Outpatient Substance Abuse Treatment


Outpatient substance abuse treatment has helped millions of people recover from the grips of addiction. It’s an appealing option for people suffering with substance abuse for a few primary reasons.

  • More cost effective than inpatient programs
  • Outpatient substance abuse programs allow you to maintain work and family life
  • Programs provide a valuable support network

Residential treatment facilities seem to attract a lot of people and garner most of the attention. However, such facilities are not the best option for everyone.

With outpatient substance abuse treatment patients experience many of the benefits they would receive at a residential facility, but with a few added perks.

Outpatient programs also come with less social stigma than residential facilities because if you are seeking outpatient substance abuse treatment, you don’t necessarily need to report that to your coworker – and can even keep it a secret from friends and family if that is your wish.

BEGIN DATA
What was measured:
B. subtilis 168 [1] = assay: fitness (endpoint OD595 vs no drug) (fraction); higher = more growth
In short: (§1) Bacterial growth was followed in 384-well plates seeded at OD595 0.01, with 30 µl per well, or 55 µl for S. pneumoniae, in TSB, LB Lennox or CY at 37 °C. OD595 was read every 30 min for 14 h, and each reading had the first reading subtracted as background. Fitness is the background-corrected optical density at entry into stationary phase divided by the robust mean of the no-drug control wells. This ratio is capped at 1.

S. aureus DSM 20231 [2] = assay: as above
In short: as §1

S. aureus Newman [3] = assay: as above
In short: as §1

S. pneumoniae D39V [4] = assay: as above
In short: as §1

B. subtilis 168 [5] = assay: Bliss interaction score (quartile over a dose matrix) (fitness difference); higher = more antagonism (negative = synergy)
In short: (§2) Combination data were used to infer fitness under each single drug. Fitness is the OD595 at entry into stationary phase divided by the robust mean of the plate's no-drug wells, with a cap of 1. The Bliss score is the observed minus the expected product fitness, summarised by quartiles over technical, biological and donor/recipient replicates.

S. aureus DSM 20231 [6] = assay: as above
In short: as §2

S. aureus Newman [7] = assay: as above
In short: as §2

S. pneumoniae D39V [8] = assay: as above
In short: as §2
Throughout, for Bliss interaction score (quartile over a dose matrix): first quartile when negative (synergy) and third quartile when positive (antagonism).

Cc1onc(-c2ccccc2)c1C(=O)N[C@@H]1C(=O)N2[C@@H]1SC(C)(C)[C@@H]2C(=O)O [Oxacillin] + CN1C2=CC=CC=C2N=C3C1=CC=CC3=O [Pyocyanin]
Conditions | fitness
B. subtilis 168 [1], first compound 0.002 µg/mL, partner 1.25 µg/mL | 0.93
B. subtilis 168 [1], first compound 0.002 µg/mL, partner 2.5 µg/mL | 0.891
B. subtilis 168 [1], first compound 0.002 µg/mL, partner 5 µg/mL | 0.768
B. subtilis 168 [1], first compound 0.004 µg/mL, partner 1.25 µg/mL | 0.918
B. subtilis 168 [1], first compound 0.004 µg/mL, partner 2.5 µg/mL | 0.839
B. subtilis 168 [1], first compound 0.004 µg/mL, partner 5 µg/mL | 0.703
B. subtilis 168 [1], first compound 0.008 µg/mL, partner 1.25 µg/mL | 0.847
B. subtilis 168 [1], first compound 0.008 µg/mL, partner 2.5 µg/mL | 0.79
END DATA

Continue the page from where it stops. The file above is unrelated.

How is Outpatient Substance Abuse Treatment Classified?

Typically, the first level in addiction treatment is outpatient substance abuse treatment. Counseling and group therapy sessions take place during regularly scheduled times. Sessions often take place for a few hours once or twice a week.

However, there are also intensive outpatient treatment programs that include partial hospitalization. Aside from group and personal therapy sessions, intensive outpatient substance abuse treatment may also include clinical treatments and medication to help ease the discomfort associated with detox symptoms.

Both forms of outpatient substance abuse treatment can be effective, but it may be hard to determine whether you need a more extensive program, or a level 1 outpatient substance abuse treatment routine. Here are a few signs you may need to seek extensive treatment.

  • Withdrawal symptoms are painful and debilitating
  • Normal everyday tasks are nearly impossible without use of a substance
  • Multiple attempts at quitting have been unsuccessful
  • Level 1 outpatient substance abuse treatment was not successful

If any of the above-mentioned symptoms apply to you or a loved one, it is time to look into an intensive outpatient substance abuse treatment program.